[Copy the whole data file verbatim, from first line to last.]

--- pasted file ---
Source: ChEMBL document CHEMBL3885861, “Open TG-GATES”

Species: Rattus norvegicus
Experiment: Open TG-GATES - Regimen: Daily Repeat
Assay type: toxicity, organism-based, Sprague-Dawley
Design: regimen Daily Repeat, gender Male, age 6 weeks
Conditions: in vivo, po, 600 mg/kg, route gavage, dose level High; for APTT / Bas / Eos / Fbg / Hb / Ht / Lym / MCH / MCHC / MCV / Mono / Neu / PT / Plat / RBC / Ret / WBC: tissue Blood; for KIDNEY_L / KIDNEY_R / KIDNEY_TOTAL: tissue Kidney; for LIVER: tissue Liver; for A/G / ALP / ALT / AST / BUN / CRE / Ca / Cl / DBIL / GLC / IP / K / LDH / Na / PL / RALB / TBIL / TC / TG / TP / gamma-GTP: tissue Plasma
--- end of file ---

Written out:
Source: ChEMBL document CHEMBL3885861, “Open TG-GATES”

Species: Rattus norvegicus
Experiment: Open TG-GATES - Regimen: Daily Repeat
Assay type: toxicity, organism-based, Sprague-Dawley
Design: regimen Daily Repeat, gender Male, age 6 weeks
Conditions: in vivo, po, 600 mg/kg, route gavage, dose level High; for APTT / Bas / Eos / Fbg / Hb / Ht / Lym / MCH / MCHC / MCV / Mono / Neu / PT / Plat / RBC / Ret / WBC: tissue Blood; for KIDNEY_L / KIDNEY_R / KIDNEY_TOTAL: tissue Kidney; for LIVER: tissue Liver; for A/G / ALP / ALT / AST / BUN / CRE / Ca / Cl / DBIL / GLC / IP / K / LDH / Na / PL / RALB / TBIL / TC / TG / TP / gamma-GTP: tissue Plasma